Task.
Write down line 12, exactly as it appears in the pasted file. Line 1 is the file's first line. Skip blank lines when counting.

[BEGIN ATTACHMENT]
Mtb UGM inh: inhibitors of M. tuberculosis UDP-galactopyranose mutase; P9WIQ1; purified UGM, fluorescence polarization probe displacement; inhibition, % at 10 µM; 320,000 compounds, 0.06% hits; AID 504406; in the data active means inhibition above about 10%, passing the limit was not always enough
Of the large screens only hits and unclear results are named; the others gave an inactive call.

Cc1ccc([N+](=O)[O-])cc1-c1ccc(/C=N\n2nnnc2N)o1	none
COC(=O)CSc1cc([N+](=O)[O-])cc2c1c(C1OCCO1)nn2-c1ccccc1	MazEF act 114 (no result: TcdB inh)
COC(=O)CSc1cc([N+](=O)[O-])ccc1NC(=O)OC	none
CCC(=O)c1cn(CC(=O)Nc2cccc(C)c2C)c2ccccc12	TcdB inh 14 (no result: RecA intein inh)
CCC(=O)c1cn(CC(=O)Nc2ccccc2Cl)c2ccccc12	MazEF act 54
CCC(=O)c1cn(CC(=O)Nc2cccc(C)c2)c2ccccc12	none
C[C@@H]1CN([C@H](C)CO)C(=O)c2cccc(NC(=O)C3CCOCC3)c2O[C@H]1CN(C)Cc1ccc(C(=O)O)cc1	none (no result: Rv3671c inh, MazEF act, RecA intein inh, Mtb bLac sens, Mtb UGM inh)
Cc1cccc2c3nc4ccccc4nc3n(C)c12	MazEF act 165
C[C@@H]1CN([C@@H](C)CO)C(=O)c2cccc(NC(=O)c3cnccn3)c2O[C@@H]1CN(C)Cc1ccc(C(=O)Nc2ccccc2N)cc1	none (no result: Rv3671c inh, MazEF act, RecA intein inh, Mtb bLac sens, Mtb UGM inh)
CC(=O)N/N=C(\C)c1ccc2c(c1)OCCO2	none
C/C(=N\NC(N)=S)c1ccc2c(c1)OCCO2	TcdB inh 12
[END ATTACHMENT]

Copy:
CC(=O)N/N=C(\C)c1ccc2c(c1)OCCO2	none